Upside Down Politics in Sri Lanka

A bad elec­tion call, but a chance at a more sta­ble two-party sys­tem.

elections votingSri Lankan Pres­i­dent Maithri­pala Sirisena dis­solved Par­lia­ment in late June to con­sol­i­date his power and get a stronger man­date for re­forms. Big mis­take. The Aug. 17 elec­tion has pro­vided an open­ing for for­mer Pres­i­dent Mahinda Ra­japaksa to re­launch his ca­reer and per­haps emerge as Prime Min­is­ter.

That would be a strange reprise of the Jan­uary pres­i­den­tial elec­tion. Mr. Ra­japaksa called an early poll in the ex­pec­ta­tion of an easy win, only for Mr. Sirisena to emerge as a se­ri­ous chal­lenger.

The swings of po­lit­i­cal for­tune re­veal how the Sri Lankan pub­lic re­mains am­biva­lent about the legacy of Mr. Ra­japaksa’s two terms. He suc­cess­fully won the civil war with Tamil in­sur­gents, which earned him en­dur­ing loy­alty from many in the Sin­halese ma­jor­ity pop­u­la­tion. But he tar­nished his legacy with au­thor­i­tar­ian tac­tics. Crit­ics al­lege cor­rup­tion and hu­man-rights abuses, all of which he de­nies. A United Na­tions war crimes re­port is due in Septem­ber.

The swings of po­lit­i­cal for­tune re­veal how the Sri Lankan pub­lic re­mains am­biva­lent about the legacy of Mr. Ra­japaksa’s two terms. He suc­cess­fully won the civil war with Tamil in­sur­gents, which earned him en­dur­ing loy­alty from many in the Sin­halese ma­jor­ity pop­u­la­tion. But he tar­nished his legacy with au­thor­i­tar­ian tac­tics. Crit­ics al­lege cor­rup­tion and hu­man-rights abuses, all of which he de­nies. A United Na­tions war crimes re­port is due in Septem­ber.

The swings of po­lit­i­cal for­tune re­veal how the Sri Lankan pub­lic re­mains am­biva­lent about the legacy of Mr. Ra­japaksa’s two terms. He suc­cess­fully won the civil war with Tamil in­sur­gents, which earned him en­dur­ing loy­alty from many in the Sin­halese ma­jor­ity pop­u­la­tion. But he tar­nished his legacy with au­thor­i­tar­ian tac­tics. Crit­ics al­lege cor­rup­tion and hu­man-rights abuses, all of which he de­nies. A United Na­tions war crimes re­port is due in Septem­ber.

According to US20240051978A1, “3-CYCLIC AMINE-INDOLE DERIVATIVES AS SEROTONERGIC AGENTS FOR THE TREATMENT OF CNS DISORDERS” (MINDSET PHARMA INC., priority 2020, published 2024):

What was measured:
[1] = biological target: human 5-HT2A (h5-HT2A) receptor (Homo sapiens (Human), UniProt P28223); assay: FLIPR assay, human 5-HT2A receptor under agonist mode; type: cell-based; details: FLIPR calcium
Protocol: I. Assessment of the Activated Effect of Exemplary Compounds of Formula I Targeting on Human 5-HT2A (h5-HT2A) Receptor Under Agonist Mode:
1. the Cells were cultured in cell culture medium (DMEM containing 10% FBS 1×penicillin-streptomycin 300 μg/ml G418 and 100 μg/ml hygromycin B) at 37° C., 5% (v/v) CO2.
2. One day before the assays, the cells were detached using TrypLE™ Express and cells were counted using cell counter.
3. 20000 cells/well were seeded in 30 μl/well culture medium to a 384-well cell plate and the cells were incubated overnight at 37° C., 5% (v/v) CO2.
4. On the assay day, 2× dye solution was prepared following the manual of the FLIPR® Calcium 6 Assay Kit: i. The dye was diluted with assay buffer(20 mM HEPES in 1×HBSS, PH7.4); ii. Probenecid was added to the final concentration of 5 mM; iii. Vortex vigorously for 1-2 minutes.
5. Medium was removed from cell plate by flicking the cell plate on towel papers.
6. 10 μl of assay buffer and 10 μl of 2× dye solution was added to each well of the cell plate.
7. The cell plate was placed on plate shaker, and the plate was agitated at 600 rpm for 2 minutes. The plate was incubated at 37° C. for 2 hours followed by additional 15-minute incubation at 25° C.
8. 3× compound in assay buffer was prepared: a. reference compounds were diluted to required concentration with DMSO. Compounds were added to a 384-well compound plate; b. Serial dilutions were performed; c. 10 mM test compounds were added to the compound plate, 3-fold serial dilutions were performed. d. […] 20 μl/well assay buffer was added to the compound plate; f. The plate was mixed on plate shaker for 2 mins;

All of this means Mr. Sirisena’s United Peo­ple’s Free­dom Al­liance (UPFA) is deeply di­vided. Un­able to en­act much of the re­form pro­gram he promised, the Pres­i­dent chose to go back to the vot­ers.

Mr. Ra­japaksa’s de­ci­sion to run for Par­lia­ment as a mem­ber of the UPFA changed the game. While he claims to sup­port his suc­ces­sor, he dif­fers from the Pres­i­dent in many key pol­icy ar­eas.

Mr. Ra­japaksa sought closer re­la­tions with China dur­ing his time as pres­i­dent. Be­sides al­low­ing Bei­jing’s sub­marines to dock in Colombo, he ar­ranged around $5 bil­lion in loans from Chi­nese banks for lo­cal projects. Mr. Sirisena’s coali­tion has raised ques­tions about some of the deals and is look­ing to re­place as much as 70% of the Chi­nese loans with money from a more di­verse group of lenders. Those close to Mr. Ra­japaksa say he will push to con­tinue work un­der the Chi­nese con­tracts if elected.

Mr. Ra­japaksa sought closer re­la­tions with China dur­ing his time as pres­i­dent. Be­sides al­low­ing Bei­jing’s sub­marines to dock in Colombo, he ar­ranged around $5 bil­lion in loans from Chi­nese banks for lo­cal projects. Mr. Sirisena’s coali­tion has raised ques­tions about some of the deals and is look­ing to re­place as much as 70% of the Chi­nese loans with money from a more di­verse group of lenders. Those close to Mr. Ra­japaksa say he will push to con­tinue work un­der the Chi­nese con­tracts if elected.